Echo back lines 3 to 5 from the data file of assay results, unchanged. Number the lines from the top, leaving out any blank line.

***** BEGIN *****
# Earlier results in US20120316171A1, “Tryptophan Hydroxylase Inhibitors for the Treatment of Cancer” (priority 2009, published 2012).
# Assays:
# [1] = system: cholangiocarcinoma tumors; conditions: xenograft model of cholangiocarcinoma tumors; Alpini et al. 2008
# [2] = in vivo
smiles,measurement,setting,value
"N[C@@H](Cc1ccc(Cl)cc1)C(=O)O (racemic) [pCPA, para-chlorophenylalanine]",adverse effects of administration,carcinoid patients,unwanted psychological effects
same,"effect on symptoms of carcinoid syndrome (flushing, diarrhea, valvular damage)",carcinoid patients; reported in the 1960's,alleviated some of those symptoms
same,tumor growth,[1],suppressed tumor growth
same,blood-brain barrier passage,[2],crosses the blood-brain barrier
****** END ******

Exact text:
# [1] = system: cholangiocarcinoma tumors; conditions: xenograft model of cholangiocarcinoma tumors; Alpini et al. 2008
# [2] = in vivo
smiles,measurement,setting,value